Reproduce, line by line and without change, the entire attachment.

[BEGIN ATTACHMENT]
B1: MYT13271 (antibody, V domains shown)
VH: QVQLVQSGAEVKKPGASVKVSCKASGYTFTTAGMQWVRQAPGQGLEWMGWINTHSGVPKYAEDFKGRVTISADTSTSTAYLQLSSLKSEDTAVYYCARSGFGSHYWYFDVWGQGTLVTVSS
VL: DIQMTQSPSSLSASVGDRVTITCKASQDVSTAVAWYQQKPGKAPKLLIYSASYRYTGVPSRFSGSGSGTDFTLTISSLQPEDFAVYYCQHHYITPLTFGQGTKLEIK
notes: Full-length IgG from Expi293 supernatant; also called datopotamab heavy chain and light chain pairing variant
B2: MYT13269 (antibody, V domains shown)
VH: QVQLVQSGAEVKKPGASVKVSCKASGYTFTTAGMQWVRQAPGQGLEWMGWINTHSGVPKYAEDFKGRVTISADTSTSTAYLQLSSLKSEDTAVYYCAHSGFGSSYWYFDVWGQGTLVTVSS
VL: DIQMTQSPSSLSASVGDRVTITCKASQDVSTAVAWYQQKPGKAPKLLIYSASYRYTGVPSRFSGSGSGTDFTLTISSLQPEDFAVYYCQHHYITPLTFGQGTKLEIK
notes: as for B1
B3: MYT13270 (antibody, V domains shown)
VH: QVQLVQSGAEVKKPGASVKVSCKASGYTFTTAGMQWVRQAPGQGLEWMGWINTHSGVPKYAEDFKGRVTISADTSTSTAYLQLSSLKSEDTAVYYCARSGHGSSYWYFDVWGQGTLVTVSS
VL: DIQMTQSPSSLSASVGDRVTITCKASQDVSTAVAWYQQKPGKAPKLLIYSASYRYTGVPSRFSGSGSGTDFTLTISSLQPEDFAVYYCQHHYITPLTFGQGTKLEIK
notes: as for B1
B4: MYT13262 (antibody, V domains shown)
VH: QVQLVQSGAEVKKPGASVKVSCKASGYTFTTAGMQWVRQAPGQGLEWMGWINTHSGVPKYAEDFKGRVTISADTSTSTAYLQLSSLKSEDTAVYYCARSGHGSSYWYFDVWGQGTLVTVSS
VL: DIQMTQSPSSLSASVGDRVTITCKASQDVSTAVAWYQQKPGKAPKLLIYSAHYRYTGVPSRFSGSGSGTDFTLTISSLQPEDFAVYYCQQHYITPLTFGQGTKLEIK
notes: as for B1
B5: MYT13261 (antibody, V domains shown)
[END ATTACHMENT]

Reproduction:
B1: MYT13271 (antibody, V domains shown)
VH: QVQLVQSGAEVKKPGASVKVSCKASGYTFTTAGMQWVRQAPGQGLEWMGWINTHSGVPKYAEDFKGRVTISADTSTSTAYLQLSSLKSEDTAVYYCARSGFGSHYWYFDVWGQGTLVTVSS
VL: DIQMTQSPSSLSASVGDRVTITCKASQDVSTAVAWYQQKPGKAPKLLIYSASYRYTGVPSRFSGSGSGTDFTLTISSLQPEDFAVYYCQHHYITPLTFGQGTKLEIK
notes: Full-length IgG from Expi293 supernatant; also called datopotamab heavy chain and light chain pairing variant
B2: MYT13269 (antibody, V domains shown)
VH: QVQLVQSGAEVKKPGASVKVSCKASGYTFTTAGMQWVRQAPGQGLEWMGWINTHSGVPKYAEDFKGRVTISADTSTSTAYLQLSSLKSEDTAVYYCAHSGFGSSYWYFDVWGQGTLVTVSS
VL: DIQMTQSPSSLSASVGDRVTITCKASQDVSTAVAWYQQKPGKAPKLLIYSASYRYTGVPSRFSGSGSGTDFTLTISSLQPEDFAVYYCQHHYITPLTFGQGTKLEIK
notes: as for B1
B3: MYT13270 (antibody, V domains shown)
VH: QVQLVQSGAEVKKPGASVKVSCKASGYTFTTAGMQWVRQAPGQGLEWMGWINTHSGVPKYAEDFKGRVTISADTSTSTAYLQLSSLKSEDTAVYYCARSGHGSSYWYFDVWGQGTLVTVSS
VL: DIQMTQSPSSLSASVGDRVTITCKASQDVSTAVAWYQQKPGKAPKLLIYSASYRYTGVPSRFSGSGSGTDFTLTISSLQPEDFAVYYCQHHYITPLTFGQGTKLEIK
notes: as for B1
B4: MYT13262 (antibody, V domains shown)
VH: QVQLVQSGAEVKKPGASVKVSCKASGYTFTTAGMQWVRQAPGQGLEWMGWINTHSGVPKYAEDFKGRVTISADTSTSTAYLQLSSLKSEDTAVYYCARSGHGSSYWYFDVWGQGTLVTVSS
VL: DIQMTQSPSSLSASVGDRVTITCKASQDVSTAVAWYQQKPGKAPKLLIYSAHYRYTGVPSRFSGSGSGTDFTLTISSLQPEDFAVYYCQQHYITPLTFGQGTKLEIK
notes: as for B1
B5: MYT13261 (antibody, V domains shown)